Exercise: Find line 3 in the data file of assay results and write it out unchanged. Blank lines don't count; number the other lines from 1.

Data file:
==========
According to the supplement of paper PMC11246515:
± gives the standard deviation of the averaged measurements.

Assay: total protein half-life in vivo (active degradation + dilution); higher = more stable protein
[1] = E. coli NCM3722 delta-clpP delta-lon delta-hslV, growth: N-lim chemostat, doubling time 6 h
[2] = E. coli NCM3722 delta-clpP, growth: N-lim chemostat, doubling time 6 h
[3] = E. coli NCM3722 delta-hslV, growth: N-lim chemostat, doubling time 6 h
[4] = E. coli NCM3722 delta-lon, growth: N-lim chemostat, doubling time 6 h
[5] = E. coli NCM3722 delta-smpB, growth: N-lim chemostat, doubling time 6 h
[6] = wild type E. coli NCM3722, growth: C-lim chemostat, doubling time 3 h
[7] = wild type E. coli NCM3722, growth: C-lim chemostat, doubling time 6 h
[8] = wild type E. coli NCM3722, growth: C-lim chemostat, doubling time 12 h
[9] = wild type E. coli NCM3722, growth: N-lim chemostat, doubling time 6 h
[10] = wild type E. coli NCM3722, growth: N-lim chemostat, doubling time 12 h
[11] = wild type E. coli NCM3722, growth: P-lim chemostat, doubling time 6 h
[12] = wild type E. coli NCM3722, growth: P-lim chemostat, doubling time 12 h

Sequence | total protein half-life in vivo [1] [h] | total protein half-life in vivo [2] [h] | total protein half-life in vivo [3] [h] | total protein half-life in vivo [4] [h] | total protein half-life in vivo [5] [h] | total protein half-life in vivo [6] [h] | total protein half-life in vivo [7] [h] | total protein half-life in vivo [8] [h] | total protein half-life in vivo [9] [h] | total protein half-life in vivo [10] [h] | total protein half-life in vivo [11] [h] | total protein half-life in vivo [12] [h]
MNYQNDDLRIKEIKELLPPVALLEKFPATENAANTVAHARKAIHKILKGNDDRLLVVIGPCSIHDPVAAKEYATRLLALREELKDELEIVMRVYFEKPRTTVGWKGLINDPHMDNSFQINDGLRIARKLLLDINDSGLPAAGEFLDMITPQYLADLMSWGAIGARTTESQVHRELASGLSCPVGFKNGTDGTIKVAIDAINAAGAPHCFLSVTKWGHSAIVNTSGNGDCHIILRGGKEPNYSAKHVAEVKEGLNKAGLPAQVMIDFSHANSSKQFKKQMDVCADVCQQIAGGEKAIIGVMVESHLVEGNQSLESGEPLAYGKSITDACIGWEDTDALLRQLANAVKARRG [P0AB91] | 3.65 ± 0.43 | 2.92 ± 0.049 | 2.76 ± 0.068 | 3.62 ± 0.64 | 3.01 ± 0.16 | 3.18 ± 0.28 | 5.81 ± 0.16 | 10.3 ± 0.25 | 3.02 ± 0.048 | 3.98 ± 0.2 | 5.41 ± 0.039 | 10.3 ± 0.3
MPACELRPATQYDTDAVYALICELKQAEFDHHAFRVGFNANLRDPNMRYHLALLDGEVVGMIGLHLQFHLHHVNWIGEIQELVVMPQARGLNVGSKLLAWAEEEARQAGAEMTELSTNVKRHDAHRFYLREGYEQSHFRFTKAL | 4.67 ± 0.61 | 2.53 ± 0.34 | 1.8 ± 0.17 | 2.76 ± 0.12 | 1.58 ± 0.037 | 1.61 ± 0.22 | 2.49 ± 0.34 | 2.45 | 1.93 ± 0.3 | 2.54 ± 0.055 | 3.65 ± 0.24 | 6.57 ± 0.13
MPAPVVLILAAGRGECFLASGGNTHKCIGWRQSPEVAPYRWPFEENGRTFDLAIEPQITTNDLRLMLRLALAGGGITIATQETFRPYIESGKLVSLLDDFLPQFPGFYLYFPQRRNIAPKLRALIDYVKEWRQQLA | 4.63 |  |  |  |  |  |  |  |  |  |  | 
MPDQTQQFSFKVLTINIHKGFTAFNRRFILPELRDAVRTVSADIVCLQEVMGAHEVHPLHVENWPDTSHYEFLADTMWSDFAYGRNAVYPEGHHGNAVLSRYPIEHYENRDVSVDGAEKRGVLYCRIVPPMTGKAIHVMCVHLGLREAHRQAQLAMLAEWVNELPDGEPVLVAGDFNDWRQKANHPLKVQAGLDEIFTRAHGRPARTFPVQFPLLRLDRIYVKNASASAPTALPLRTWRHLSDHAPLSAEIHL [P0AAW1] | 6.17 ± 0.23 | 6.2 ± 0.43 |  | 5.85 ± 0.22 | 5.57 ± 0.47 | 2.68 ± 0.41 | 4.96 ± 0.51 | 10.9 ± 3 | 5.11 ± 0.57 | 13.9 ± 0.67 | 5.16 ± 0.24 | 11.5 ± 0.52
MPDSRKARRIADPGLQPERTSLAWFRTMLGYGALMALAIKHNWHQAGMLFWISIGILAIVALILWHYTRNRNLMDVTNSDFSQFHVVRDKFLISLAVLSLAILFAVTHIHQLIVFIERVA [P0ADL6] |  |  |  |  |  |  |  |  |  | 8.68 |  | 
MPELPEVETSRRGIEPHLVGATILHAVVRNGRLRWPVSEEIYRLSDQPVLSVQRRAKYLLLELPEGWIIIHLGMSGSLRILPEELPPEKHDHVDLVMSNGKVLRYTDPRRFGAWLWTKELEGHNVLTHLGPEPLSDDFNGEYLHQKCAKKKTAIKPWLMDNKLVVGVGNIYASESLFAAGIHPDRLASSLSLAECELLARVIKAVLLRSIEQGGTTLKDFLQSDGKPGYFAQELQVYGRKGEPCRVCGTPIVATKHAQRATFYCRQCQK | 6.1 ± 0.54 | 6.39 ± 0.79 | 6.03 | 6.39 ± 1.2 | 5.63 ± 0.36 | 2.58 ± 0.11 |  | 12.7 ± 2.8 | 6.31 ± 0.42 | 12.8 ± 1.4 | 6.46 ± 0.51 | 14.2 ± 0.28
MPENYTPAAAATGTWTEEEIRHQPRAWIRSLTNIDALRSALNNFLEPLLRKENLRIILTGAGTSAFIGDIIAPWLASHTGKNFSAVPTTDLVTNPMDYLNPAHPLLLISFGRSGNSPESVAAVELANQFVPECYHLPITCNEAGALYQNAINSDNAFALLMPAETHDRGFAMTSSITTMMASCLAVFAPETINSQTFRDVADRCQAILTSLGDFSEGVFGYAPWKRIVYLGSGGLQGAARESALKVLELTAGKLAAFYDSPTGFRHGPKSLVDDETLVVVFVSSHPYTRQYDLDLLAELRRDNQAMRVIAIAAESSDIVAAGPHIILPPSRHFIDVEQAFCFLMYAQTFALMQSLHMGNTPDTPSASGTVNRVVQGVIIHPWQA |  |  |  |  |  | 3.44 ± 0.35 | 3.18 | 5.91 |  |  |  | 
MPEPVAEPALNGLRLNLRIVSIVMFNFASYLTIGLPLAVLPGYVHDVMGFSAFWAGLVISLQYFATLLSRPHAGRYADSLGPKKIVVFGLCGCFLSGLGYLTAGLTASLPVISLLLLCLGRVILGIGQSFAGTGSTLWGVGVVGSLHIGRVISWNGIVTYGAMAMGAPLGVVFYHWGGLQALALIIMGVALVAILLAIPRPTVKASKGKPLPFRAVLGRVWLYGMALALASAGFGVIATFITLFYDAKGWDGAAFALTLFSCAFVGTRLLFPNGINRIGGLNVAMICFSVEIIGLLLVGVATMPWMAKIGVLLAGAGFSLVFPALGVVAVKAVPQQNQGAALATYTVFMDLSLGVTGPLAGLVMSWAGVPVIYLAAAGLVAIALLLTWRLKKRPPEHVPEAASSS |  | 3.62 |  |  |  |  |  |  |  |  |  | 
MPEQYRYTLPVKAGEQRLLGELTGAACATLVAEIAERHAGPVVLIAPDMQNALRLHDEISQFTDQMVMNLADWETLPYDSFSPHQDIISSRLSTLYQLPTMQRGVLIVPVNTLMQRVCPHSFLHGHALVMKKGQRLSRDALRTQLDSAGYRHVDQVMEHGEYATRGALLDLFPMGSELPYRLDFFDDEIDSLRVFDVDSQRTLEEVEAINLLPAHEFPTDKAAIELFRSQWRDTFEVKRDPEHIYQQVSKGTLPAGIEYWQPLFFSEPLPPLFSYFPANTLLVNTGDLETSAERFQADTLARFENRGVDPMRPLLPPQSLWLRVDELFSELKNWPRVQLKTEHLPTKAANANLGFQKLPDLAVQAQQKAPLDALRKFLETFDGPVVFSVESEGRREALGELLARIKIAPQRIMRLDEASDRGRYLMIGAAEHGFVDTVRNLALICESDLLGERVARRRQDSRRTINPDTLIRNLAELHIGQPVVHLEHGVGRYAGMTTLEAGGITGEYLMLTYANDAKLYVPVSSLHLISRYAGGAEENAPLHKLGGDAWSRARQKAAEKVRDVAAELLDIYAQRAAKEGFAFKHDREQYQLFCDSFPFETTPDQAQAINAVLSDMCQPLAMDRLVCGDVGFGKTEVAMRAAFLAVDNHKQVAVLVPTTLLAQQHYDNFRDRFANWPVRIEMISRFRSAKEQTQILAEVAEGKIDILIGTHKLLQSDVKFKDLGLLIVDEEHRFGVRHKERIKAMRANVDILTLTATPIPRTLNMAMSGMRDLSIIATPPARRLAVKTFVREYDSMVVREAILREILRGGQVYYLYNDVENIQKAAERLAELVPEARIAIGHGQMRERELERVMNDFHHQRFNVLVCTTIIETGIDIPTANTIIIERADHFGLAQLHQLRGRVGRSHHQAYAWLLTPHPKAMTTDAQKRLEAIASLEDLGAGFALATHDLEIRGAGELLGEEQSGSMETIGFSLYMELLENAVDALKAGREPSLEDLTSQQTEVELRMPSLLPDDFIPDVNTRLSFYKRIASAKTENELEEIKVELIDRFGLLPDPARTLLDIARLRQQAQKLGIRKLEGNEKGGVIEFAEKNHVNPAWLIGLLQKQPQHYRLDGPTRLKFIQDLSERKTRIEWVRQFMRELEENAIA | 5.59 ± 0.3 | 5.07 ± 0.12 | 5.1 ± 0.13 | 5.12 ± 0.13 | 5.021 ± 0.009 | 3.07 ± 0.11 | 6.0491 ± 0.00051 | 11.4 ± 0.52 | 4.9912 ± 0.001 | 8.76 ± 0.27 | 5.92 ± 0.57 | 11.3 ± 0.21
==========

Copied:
Assay: total protein half-life in vivo (active degradation + dilution); higher = more stable protein